Fascinating. China’s attempt to control information and people in the internet age is one of the more interesting stories today.

63 chuck martel January 17, 2017 at 11:49 am

And it’s exclusively China.

64 dearieme January 17, 2017 at 10:08 am

“Distraction is a clever and useful strategy in information control”: what’s that got to do with Putin owning Trump?

65 flubber January 17, 2017 at 9:34 pm

The indisputable proof that Trump is not a puppet of Putin is LOOK! A SQUIRREL!!!

66 inertial January 17, 2017 at 10:28 am

How about a related issue- the labeling of online commenters whose opinions you don’t like as paid trolls for China/Russia/Israel/CIA//etc.? I think this is a much bigger problem. People who had been accused of being paid trolls for one entity or another must outnumber actual paid trolls by at least 1000 to 1.

67 JWatts January 17, 2017 at 11:09 am

That’s just what a paid troll would say. 😉

68 Misthiocracy January 17, 2017 at 3:00 pm

I blame the Reverse Vampires.


69 vak January 17, 2017 at 10:44 am

‘ I do not think any of the authors will be traveling to China any time soon.’

They wrote on this before:
and one of them was in China yesterday (as per the tweet feed)

70 ladderff January 17, 2017 at 8:15 pm


71 Veobaum January 17, 2017 at 11:31 am

I swear I have noticed similar spam on certain Amazon product reviews. Usually, no name brands with 5 to 15 reviews. The reviews are all 5* and are space about 3 to 4 weeks apart. I can’t prove it – just a gut feeling some time.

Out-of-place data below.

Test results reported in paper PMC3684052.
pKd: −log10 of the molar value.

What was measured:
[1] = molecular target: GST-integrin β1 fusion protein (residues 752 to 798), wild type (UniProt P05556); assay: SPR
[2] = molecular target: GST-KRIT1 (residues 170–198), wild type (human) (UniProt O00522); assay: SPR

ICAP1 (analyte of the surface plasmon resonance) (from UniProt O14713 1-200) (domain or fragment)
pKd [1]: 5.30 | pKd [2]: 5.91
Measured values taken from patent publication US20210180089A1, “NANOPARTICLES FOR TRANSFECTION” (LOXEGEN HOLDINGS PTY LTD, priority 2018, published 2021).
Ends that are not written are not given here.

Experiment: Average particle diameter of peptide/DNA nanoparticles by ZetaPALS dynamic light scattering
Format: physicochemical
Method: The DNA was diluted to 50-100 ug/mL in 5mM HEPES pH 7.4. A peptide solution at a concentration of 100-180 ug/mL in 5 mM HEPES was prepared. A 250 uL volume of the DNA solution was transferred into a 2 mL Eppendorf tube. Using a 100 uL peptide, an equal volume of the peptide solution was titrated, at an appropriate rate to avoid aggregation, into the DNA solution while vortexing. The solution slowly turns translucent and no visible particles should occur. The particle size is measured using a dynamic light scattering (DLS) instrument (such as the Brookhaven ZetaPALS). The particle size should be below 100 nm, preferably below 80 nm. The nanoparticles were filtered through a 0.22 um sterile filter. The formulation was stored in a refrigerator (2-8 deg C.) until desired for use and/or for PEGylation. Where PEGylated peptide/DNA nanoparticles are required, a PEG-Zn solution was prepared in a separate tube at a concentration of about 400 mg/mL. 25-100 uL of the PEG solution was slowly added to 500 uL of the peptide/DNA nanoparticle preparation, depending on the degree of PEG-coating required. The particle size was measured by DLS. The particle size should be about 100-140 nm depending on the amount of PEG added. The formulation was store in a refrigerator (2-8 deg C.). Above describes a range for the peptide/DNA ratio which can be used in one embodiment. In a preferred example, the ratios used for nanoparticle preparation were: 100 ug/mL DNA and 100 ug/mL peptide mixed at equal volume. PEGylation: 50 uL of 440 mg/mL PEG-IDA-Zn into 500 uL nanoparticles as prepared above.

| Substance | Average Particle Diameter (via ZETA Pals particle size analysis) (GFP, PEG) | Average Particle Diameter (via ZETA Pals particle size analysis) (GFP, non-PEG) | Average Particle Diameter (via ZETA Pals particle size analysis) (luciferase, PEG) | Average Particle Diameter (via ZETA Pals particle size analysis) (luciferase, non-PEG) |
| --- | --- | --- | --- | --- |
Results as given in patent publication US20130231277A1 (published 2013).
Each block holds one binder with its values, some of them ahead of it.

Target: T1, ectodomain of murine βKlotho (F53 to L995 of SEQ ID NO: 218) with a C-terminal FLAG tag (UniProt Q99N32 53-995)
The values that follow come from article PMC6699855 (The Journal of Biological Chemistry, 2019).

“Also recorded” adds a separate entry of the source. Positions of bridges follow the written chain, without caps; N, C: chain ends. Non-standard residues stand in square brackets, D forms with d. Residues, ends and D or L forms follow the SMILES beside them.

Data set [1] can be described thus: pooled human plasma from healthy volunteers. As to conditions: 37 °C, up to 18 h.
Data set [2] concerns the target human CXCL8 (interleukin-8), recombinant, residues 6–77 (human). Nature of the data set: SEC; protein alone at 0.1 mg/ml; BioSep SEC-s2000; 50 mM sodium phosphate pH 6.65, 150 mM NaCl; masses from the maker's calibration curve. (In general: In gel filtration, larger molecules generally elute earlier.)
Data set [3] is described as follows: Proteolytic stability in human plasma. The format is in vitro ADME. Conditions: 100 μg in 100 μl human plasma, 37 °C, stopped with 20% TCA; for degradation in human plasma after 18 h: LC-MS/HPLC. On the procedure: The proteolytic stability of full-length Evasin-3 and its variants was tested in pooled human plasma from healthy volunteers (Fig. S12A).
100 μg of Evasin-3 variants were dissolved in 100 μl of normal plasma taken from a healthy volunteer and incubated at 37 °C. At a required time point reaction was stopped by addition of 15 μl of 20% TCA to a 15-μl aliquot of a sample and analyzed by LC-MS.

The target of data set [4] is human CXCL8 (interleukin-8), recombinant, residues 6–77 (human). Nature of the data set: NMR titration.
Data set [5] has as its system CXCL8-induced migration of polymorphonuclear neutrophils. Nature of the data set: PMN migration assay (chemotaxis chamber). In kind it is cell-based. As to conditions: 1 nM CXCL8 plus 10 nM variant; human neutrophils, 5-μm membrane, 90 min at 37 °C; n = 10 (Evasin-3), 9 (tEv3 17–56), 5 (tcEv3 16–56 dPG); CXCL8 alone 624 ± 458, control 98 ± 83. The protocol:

72 Mark January 17, 2017 at 11:33 am

In the main post we learn that distraction is a clever and effective tool for misdirecting the conversation on the web. In the comments we hear about essentially everything except authoritarian intrusion into the web comments section. Conclusion: authoritarian governments are using these distractors to ensure that Marginal Revolution never makes any difference. You trolls know who you are.

73 B.B. January 17, 2017 at 11:35 am

Hmmm…using distraction to defuse hot issues.

Like dealing with a lousy recovery and poor job growth in the years after the recession by encouraging “Occupy Wall Street” and talking about the “top 1%.” It is more fun to talk about the rich than ask why people remain poor. Inequality is a distraction from the issue of prosperity.

Or dealing with five million foreclosures by suing big banks, rather than doing something about disclosures?

Or distracting black city-dwellers from the issue of no jobs by creating an issue of police violence, after two decades of declining homicide?

74 Thegenius January 17, 2017 at 9:18 pm

Pro-tip: SJW, manspreading, gender neutral bathrooms, transgender rights were all just distractions.

75 Turkey Vulture January 17, 2017 at 12:31 pm

I do not think author has properly considered that aggressive US behavior towards China intended as distraction for people from massive inequality.

76 Jay January 17, 2017 at 12:34 pm

Libertarians are too intelligent for liberals BS. Vox had no problem with Obama’s use of executive power to profligate his extremism.